it was not so. Some initial conditions did not favour such a solution or were neutral (political and international, in particular), some increased the risks of reform (as well as no-reform, high uncertainty resulting from regional differences made the calculus of reform too difficult), and some were clearly missing or were very unequally distributed among the republics (with hindsight: European commitment, credible support for democratic consolidation and a civil society). The development led to a paradox. On the one hand the unfolding economic crisis and stagnation, after each failure, led towards greater consensus regarding the necessity of radical economic reforms (transformation) while in turn opening a even wider space for reform and preparing the population for its necessity (even unavoidability). On the other hand the unfolding political crisis reduced the space for a common agenda and solution, increased cleavages (including the discursive ones: the Yugoslav case sharply points to the importance of reform discourse – a topic largely neglected in the literature). Instead of being built on major actors’ consensus around goals, costs and credibility of compensation to losers (see Roland, 2002), the first Croatian transition therefore was from the very start frustrated by the paradox: economic transition was dominated by federal government and its policies, political transition was mainly constrained to republics, discourse of economic reforms was homoge nizing, discourse of political issues was segmenting. Due to the breakdown of the political and ideological hegemony of the LCY a reform oriented government (with Mr. Markovic as Prime minister) was missing the most critical resource of any reform: political consensus of main actors and generalized matrix of interpretation. This separation of political reforms from economic ones is probably among the most important characteristics of the first transition. The second one is the rising tide of ethnification of politics as the collapse of reform discourse, which dominated the 1980s, turned into ethnic discourse.
Dynamics of success, failure and collapse: design and action
The consequent delay in producing its own genuinely new legitimizing structure will show to be fatal for the attempted transformation in Yugoslavia. When the federal prime minister started proposing radical economic reform nationalists’ agendas had already filled a political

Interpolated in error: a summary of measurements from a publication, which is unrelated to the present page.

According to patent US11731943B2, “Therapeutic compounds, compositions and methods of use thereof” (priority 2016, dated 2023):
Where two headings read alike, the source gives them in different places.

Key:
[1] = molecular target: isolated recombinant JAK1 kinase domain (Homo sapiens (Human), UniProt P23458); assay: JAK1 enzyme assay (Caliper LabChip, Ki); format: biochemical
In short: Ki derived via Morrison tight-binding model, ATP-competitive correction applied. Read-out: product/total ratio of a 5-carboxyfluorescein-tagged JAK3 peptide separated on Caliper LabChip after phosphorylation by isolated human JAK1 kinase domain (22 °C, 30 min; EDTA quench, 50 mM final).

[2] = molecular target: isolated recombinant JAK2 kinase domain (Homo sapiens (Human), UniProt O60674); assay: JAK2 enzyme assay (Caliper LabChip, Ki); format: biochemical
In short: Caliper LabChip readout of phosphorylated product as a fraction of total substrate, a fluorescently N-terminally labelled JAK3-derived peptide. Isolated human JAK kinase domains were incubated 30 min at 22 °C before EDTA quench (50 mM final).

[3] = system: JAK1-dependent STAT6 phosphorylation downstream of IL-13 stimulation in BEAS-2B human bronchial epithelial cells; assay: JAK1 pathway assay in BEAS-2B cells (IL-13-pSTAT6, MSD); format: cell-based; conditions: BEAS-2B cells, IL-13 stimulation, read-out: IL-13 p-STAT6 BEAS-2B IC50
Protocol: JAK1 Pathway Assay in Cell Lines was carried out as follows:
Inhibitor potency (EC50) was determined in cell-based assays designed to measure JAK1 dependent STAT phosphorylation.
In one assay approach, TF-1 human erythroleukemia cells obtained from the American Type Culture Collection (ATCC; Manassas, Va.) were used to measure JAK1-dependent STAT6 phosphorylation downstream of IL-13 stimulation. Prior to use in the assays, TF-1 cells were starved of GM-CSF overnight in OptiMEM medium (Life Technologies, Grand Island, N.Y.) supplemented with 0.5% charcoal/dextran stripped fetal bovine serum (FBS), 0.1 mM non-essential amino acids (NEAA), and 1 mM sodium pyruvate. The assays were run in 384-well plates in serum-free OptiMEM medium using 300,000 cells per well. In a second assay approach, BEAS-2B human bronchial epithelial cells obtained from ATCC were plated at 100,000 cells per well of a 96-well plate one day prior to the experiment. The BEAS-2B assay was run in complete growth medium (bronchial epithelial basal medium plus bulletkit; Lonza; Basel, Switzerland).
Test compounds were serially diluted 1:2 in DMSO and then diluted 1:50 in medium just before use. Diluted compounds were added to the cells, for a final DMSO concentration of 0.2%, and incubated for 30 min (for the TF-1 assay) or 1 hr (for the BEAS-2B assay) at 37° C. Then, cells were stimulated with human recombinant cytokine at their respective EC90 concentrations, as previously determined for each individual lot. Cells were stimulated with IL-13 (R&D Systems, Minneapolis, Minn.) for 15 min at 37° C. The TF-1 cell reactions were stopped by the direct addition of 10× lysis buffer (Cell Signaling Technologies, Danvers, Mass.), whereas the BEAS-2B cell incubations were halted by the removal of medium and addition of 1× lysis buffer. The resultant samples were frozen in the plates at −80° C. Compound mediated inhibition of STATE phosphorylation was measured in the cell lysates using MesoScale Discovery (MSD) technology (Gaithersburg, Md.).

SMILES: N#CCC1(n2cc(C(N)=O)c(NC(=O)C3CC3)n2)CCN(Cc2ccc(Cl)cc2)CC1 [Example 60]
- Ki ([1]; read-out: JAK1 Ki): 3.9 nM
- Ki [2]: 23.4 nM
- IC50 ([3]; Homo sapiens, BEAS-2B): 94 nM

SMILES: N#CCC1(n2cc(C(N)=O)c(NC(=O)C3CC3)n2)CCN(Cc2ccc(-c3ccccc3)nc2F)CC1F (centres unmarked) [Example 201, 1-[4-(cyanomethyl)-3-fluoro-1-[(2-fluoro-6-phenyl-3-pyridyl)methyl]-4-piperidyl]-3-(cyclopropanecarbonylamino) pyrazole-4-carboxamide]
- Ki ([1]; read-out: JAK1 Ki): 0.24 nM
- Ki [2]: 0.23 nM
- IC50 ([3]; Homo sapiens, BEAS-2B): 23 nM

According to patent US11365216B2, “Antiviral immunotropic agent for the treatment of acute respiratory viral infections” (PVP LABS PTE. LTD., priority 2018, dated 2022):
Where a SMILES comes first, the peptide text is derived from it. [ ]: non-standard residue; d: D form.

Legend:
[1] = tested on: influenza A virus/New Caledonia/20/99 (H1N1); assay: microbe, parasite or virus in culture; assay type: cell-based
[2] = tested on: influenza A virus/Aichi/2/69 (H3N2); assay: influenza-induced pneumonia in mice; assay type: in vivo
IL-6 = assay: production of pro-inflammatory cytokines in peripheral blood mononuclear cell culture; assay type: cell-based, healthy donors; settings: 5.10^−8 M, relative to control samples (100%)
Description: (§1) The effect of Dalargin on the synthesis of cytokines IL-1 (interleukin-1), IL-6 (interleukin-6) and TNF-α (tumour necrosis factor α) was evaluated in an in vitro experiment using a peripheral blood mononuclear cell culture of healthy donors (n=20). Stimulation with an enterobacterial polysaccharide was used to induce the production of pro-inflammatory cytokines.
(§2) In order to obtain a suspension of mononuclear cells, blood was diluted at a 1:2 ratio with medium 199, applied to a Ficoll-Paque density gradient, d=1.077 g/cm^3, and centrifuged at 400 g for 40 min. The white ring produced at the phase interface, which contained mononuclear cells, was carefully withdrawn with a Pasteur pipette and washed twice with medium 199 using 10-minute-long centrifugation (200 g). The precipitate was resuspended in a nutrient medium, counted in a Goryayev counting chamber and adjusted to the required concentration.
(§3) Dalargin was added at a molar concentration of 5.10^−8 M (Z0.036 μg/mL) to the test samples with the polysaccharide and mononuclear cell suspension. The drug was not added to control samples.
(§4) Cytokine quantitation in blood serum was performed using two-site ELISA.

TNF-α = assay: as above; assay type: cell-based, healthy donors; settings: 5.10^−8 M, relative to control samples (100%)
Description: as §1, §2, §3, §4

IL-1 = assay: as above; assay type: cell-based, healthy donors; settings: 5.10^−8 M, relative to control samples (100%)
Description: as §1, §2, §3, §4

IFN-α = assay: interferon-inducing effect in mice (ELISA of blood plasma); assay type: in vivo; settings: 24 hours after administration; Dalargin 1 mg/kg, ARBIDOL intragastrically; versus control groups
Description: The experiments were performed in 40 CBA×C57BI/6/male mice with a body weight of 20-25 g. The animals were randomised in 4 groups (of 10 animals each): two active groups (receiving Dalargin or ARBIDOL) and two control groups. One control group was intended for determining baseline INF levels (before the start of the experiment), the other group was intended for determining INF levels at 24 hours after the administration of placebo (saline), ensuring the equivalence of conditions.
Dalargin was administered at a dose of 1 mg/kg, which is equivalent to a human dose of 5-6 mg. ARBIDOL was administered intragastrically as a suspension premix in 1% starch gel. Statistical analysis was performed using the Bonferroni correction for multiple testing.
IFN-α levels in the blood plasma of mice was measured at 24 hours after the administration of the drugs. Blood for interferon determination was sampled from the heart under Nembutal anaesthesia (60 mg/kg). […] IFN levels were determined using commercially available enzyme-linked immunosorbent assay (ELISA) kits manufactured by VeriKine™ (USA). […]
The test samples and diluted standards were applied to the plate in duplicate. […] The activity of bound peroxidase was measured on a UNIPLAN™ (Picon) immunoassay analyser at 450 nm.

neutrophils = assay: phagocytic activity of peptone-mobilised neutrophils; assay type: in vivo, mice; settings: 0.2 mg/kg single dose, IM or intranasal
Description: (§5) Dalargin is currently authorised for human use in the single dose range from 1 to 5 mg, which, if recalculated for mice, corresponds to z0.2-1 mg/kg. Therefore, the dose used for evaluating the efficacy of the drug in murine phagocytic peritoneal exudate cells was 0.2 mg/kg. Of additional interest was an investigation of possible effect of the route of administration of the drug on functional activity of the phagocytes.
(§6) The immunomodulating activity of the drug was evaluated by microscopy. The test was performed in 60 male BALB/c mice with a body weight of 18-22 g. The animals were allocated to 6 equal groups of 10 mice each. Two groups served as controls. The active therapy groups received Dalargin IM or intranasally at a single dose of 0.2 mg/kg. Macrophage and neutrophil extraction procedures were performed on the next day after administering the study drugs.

space and became too powerful to be successfully contested by the political message of the program, even when it became clear that it has a potential of being a real alternative, not only to nationalism but to communism, too. Of course, a strong case could be built around the thesis that, even without this basic shortcoming, the federal reform was doomed to failure from the beginning simply because it came too late, even in the eyes of international strategic players (see Woodward, 2000 on the lack of international support). In a situation when a notion of democracy was reserved not for a society as such but for particular nations, from the beginning the federal government was forced to act more like a broker (of other participants interests) than like a genuine reformer being able to claim a massive following. Nor was the government in a position to become radical modernizer with command over resources of violence, which would open an avenue towards a centralist and authoritarian reconstruction of the state and radical marketization of the economy. Inflation and shortages are the most visible signs of a crisis. By the end of 1989 Yugoslavia and Croatia with it were experiencing both. The January 1990 stabilization programme which overnight brought inflation down to negligible rates led to the country wide popularity of the Federal Prime minister Mr. Ante Markovic. This success, albeit shortlived; and the institutional changes implied by the first transformation moved actors, shaped institutions and formed expectations which together produced new path dependency. The stabilization programme was based on three nominal anchors: fixed exchange rate, tight monetary policy and wage controls supported by internal convertibility and currency denomination. Fiscal tightening, however, was missing since it was largely under the control of constituent republics. The program suffered from internal mistakes from the very start (from the beginning in January 1990 there was initial currency overvaluation, weakness of wage control and fiscal overhang) to which later flaws were added (in June selective central bank credits) making price stability unsustainable (this is persuasively discussed in Mencinger, 2000). In addition, the constituent republics whose commitment to the programme was either low from the start or became such in the process introduced deliberate blockades and trade barriers (see Dinkic, 1996). At the same time political elites (old and new, after first republican multiparty elections) were re-evaluating their strategic preferences and calculations. Lack of international support to federal government reforms and/or the low credibility of the support, and/or its late coming of it (EU commitment) certainly contributed to this. On the other hand, liberalization and privatization, however